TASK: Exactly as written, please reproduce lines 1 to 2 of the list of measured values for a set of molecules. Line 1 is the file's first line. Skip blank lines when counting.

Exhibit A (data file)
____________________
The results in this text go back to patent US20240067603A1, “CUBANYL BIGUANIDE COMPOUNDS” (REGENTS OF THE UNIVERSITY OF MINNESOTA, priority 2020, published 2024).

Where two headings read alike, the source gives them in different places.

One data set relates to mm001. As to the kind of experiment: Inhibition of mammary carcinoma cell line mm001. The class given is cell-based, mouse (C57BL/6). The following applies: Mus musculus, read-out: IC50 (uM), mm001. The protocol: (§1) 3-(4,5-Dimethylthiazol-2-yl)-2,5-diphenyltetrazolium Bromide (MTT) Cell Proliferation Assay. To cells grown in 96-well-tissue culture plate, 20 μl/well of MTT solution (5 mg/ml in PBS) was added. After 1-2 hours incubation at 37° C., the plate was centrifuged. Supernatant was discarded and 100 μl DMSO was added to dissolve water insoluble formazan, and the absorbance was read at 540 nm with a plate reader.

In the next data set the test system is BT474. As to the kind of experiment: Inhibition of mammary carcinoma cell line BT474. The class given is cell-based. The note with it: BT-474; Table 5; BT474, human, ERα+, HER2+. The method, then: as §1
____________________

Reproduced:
The results in this text go back to patent US20240067603A1, “CUBANYL BIGUANIDE COMPOUNDS” (REGENTS OF THE UNIVERSITY OF MINNESOTA, priority 2020, published 2024).

Where two headings read alike, the source gives them in different places.